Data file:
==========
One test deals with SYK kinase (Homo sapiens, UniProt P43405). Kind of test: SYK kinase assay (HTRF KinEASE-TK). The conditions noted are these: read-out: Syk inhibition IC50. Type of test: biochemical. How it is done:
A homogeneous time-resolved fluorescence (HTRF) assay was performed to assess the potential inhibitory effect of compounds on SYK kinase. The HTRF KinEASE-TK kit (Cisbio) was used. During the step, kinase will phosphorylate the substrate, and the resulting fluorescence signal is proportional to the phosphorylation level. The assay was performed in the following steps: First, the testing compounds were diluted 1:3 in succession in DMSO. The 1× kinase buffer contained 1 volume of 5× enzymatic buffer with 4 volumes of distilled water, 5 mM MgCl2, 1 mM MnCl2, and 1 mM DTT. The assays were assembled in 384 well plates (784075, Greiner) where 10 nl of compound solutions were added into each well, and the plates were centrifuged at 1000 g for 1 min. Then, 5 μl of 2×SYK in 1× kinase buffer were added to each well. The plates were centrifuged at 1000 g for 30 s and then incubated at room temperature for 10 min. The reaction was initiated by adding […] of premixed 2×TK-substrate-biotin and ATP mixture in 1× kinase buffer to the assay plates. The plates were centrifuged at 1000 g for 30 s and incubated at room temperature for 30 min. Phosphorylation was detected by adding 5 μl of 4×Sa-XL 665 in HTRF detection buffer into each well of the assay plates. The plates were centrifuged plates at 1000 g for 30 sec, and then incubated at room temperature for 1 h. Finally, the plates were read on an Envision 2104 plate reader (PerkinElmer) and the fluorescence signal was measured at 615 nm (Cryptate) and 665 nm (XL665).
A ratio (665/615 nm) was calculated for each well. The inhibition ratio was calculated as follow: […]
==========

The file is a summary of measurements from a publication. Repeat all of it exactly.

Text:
One test deals with SYK kinase (Homo sapiens, UniProt P43405). Kind of test: SYK kinase assay (HTRF KinEASE-TK). The conditions noted are these: read-out: Syk inhibition IC50. Type of test: biochemical. How it is done:
A homogeneous time-resolved fluorescence (HTRF) assay was performed to assess the potential inhibitory effect of compounds on SYK kinase. The HTRF KinEASE-TK kit (Cisbio) was used. During the step, kinase will phosphorylate the substrate, and the resulting fluorescence signal is proportional to the phosphorylation level. The assay was performed in the following steps: First, the testing compounds were diluted 1:3 in succession in DMSO. The 1× kinase buffer contained 1 volume of 5× enzymatic buffer with 4 volumes of distilled water, 5 mM MgCl2, 1 mM MnCl2, and 1 mM DTT. The assays were assembled in 384 well plates (784075, Greiner) where 10 nl of compound solutions were added into each well, and the plates were centrifuged at 1000 g for 1 min. Then, 5 μl of 2×SYK in 1× kinase buffer were added to each well. The plates were centrifuged at 1000 g for 30 s and then incubated at room temperature for 10 min. The reaction was initiated by adding […] of premixed 2×TK-substrate-biotin and ATP mixture in 1× kinase buffer to the assay plates. The plates were centrifuged at 1000 g for 30 s and incubated at room temperature for 30 min. Phosphorylation was detected by adding 5 μl of 4×Sa-XL 665 in HTRF detection buffer into each well of the assay plates. The plates were centrifuged plates at 1000 g for 30 sec, and then incubated at room temperature for 1 h. Finally, the plates were read on an Envision 2104 plate reader (PerkinElmer) and the fluorescence signal was measured at 615 nm (Cryptate) and 665 nm (XL665).
A ratio (665/615 nm) was calculated for each well. The inhibition ratio was calculated as follow: […]